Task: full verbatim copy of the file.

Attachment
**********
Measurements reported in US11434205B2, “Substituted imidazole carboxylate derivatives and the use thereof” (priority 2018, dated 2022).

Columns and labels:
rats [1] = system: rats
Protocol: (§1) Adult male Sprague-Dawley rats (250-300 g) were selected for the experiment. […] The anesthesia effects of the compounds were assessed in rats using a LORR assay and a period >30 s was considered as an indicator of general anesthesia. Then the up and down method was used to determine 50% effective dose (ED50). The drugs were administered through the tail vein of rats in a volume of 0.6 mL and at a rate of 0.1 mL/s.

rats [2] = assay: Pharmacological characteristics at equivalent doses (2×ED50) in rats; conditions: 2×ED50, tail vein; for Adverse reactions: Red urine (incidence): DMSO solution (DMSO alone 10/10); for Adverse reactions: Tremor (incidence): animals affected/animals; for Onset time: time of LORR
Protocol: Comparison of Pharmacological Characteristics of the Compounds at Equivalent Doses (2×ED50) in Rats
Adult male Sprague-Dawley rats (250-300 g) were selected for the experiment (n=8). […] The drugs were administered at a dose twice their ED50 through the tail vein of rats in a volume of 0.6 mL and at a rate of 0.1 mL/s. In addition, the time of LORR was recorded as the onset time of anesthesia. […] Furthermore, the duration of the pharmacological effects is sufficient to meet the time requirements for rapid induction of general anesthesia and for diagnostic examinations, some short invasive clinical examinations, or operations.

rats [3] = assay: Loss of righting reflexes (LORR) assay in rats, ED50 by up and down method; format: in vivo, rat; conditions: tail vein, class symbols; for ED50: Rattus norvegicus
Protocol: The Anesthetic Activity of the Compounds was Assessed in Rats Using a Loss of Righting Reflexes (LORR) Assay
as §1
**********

Measurements reported in US11434205B2, “Substituted imidazole carboxylate derivatives and the use thereof” (priority 2018, dated 2022).

Columns and labels:
rats [1] = system: rats
Protocol: (§1) Adult male Sprague-Dawley rats (250-300 g) were selected for the experiment. […] The anesthesia effects of the compounds were assessed in rats using a LORR assay and a period >30 s was considered as an indicator of general anesthesia. Then the up and down method was used to determine 50% effective dose (ED50). The drugs were administered through the tail vein of rats in a volume of 0.6 mL and at a rate of 0.1 mL/s.

rats [2] = assay: Pharmacological characteristics at equivalent doses (2×ED50) in rats; conditions: 2×ED50, tail vein; for Adverse reactions: Red urine (incidence): DMSO solution (DMSO alone 10/10); for Adverse reactions: Tremor (incidence): animals affected/animals; for Onset time: time of LORR
Protocol: Comparison of Pharmacological Characteristics of the Compounds at Equivalent Doses (2×ED50) in Rats
Adult male Sprague-Dawley rats (250-300 g) were selected for the experiment (n=8). […] The drugs were administered at a dose twice their ED50 through the tail vein of rats in a volume of 0.6 mL and at a rate of 0.1 mL/s. In addition, the time of LORR was recorded as the onset time of anesthesia. […] Furthermore, the duration of the pharmacological effects is sufficient to meet the time requirements for rapid induction of general anesthesia and for diagnostic examinations, some short invasive clinical examinations, or operations.

rats [3] = assay: Loss of righting reflexes (LORR) assay in rats, ED50 by up and down method; format: in vivo, rat; conditions: tail vein, class symbols; for ED50: Rattus norvegicus
Protocol: The Anesthetic Activity of the Compounds was Assessed in Rats Using a Loss of Righting Reflexes (LORR) Assay
as §1